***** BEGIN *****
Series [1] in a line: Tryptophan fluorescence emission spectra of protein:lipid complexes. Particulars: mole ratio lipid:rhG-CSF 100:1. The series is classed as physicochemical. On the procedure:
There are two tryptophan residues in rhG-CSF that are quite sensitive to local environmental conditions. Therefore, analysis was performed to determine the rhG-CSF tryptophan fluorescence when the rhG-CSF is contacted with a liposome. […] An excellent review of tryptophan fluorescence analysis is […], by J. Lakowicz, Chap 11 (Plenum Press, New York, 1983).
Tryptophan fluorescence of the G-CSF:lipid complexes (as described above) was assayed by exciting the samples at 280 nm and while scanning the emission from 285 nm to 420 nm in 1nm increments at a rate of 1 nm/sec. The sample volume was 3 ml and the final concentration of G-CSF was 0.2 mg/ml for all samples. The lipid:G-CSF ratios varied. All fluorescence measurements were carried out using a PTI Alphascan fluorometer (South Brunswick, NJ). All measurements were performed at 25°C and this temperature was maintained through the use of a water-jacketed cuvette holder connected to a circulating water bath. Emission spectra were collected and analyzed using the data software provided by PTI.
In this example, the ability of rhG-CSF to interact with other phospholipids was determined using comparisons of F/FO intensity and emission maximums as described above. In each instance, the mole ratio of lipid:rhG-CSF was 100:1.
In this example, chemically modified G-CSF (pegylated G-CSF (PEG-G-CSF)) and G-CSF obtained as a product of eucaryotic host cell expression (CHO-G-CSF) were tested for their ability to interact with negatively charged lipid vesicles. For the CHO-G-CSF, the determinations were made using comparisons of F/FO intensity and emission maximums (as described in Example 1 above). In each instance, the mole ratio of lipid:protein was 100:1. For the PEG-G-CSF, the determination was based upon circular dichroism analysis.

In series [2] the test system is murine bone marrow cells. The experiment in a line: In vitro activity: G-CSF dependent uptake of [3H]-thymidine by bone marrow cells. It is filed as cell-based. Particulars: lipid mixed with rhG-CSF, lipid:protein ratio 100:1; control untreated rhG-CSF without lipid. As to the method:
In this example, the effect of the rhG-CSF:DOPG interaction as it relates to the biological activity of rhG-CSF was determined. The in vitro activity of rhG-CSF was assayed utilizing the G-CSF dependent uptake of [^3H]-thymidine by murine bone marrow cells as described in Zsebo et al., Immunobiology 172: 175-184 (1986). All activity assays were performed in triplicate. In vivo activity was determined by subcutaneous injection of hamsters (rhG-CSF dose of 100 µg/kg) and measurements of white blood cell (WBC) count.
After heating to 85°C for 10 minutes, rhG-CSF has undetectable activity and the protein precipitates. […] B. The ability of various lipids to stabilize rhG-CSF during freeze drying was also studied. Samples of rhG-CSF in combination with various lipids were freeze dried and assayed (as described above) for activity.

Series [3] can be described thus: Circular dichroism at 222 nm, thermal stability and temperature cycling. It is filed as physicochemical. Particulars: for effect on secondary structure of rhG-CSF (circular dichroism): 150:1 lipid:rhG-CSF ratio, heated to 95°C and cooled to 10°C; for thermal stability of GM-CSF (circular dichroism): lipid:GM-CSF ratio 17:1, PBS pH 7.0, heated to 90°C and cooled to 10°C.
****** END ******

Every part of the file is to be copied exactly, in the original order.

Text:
Series [1] in a line: Tryptophan fluorescence emission spectra of protein:lipid complexes. Particulars: mole ratio lipid:rhG-CSF 100:1. The series is classed as physicochemical. On the procedure:
There are two tryptophan residues in rhG-CSF that are quite sensitive to local environmental conditions. Therefore, analysis was performed to determine the rhG-CSF tryptophan fluorescence when the rhG-CSF is contacted with a liposome. […] An excellent review of tryptophan fluorescence analysis is […], by J. Lakowicz, Chap 11 (Plenum Press, New York, 1983).
Tryptophan fluorescence of the G-CSF:lipid complexes (as described above) was assayed by exciting the samples at 280 nm and while scanning the emission from 285 nm to 420 nm in 1nm increments at a rate of 1 nm/sec. The sample volume was 3 ml and the final concentration of G-CSF was 0.2 mg/ml for all samples. The lipid:G-CSF ratios varied. All fluorescence measurements were carried out using a PTI Alphascan fluorometer (South Brunswick, NJ). All measurements were performed at 25°C and this temperature was maintained through the use of a water-jacketed cuvette holder connected to a circulating water bath. Emission spectra were collected and analyzed using the data software provided by PTI.
In this example, the ability of rhG-CSF to interact with other phospholipids was determined using comparisons of F/FO intensity and emission maximums as described above. In each instance, the mole ratio of lipid:rhG-CSF was 100:1.
In this example, chemically modified G-CSF (pegylated G-CSF (PEG-G-CSF)) and G-CSF obtained as a product of eucaryotic host cell expression (CHO-G-CSF) were tested for their ability to interact with negatively charged lipid vesicles. For the CHO-G-CSF, the determinations were made using comparisons of F/FO intensity and emission maximums (as described in Example 1 above). In each instance, the mole ratio of lipid:protein was 100:1. For the PEG-G-CSF, the determination was based upon circular dichroism analysis.

In series [2] the test system is murine bone marrow cells. The experiment in a line: In vitro activity: G-CSF dependent uptake of [3H]-thymidine by bone marrow cells. It is filed as cell-based. Particulars: lipid mixed with rhG-CSF, lipid:protein ratio 100:1; control untreated rhG-CSF without lipid. As to the method:
In this example, the effect of the rhG-CSF:DOPG interaction as it relates to the biological activity of rhG-CSF was determined. The in vitro activity of rhG-CSF was assayed utilizing the G-CSF dependent uptake of [^3H]-thymidine by murine bone marrow cells as described in Zsebo et al., Immunobiology 172: 175-184 (1986). All activity assays were performed in triplicate. In vivo activity was determined by subcutaneous injection of hamsters (rhG-CSF dose of 100 µg/kg) and measurements of white blood cell (WBC) count.
After heating to 85°C for 10 minutes, rhG-CSF has undetectable activity and the protein precipitates. […] B. The ability of various lipids to stabilize rhG-CSF during freeze drying was also studied. Samples of rhG-CSF in combination with various lipids were freeze dried and assayed (as described above) for activity.

Series [3] can be described thus: Circular dichroism at 222 nm, thermal stability and temperature cycling. It is filed as physicochemical. Particulars: for effect on secondary structure of rhG-CSF (circular dichroism): 150:1 lipid:rhG-CSF ratio, heated to 95°C and cooled to 10°C; for thermal stability of GM-CSF (circular dichroism): lipid:GM-CSF ratio 17:1, PBS pH 7.0, heated to 90°C and cooled to 10°C.